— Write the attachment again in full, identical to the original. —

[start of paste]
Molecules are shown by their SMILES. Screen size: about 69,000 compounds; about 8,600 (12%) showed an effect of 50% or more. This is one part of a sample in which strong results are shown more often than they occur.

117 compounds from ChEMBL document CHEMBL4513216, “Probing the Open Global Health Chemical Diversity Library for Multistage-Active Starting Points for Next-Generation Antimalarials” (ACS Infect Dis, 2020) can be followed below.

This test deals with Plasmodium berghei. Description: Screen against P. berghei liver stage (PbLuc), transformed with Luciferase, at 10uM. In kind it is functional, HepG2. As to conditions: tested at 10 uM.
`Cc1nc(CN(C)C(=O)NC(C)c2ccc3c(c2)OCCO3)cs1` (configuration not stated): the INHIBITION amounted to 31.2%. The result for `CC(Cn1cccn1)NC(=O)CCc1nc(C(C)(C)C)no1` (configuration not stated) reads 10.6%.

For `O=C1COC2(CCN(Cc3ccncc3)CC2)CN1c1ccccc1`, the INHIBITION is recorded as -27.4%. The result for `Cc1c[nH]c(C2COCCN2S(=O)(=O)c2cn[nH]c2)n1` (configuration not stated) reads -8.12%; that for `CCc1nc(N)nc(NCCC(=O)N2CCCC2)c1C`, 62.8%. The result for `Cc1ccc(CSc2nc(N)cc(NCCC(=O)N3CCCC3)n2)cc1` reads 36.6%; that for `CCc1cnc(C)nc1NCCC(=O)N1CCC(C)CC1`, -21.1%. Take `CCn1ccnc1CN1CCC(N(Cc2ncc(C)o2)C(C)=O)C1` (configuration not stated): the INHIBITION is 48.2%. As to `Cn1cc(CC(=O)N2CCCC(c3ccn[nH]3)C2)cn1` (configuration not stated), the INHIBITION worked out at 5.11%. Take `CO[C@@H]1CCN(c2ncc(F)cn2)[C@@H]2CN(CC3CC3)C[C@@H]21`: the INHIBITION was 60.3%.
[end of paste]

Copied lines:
Molecules are shown by their SMILES. Screen size: about 69,000 compounds; about 8,600 (12%) showed an effect of 50% or more. This is one part of a sample in which strong results are shown more often than they occur.

117 compounds from ChEMBL document CHEMBL4513216, “Probing the Open Global Health Chemical Diversity Library for Multistage-Active Starting Points for Next-Generation Antimalarials” (ACS Infect Dis, 2020) can be followed below.

This test deals with Plasmodium berghei. Description: Screen against P. berghei liver stage (PbLuc), transformed with Luciferase, at 10uM. In kind it is functional, HepG2. As to conditions: tested at 10 uM.
`Cc1nc(CN(C)C(=O)NC(C)c2ccc3c(c2)OCCO3)cs1` (configuration not stated): the INHIBITION amounted to 31.2%. The result for `CC(Cn1cccn1)NC(=O)CCc1nc(C(C)(C)C)no1` (configuration not stated) reads 10.6%.

For `O=C1COC2(CCN(Cc3ccncc3)CC2)CN1c1ccccc1`, the INHIBITION is recorded as -27.4%. The result for `Cc1c[nH]c(C2COCCN2S(=O)(=O)c2cn[nH]c2)n1` (configuration not stated) reads -8.12%; that for `CCc1nc(N)nc(NCCC(=O)N2CCCC2)c1C`, 62.8%. The result for `Cc1ccc(CSc2nc(N)cc(NCCC(=O)N3CCCC3)n2)cc1` reads 36.6%; that for `CCc1cnc(C)nc1NCCC(=O)N1CCC(C)CC1`, -21.1%. Take `CCn1ccnc1CN1CCC(N(Cc2ncc(C)o2)C(C)=O)C1` (configuration not stated): the INHIBITION is 48.2%. As to `Cn1cc(CC(=O)N2CCCC(c3ccn[nH]3)C2)cn1` (configuration not stated), the INHIBITION worked out at 5.11%. Take `CO[C@@H]1CCN(c2ncc(F)cn2)[C@@H]2CN(CC3CC3)C[C@@H]21`: the INHIBITION was 60.3%.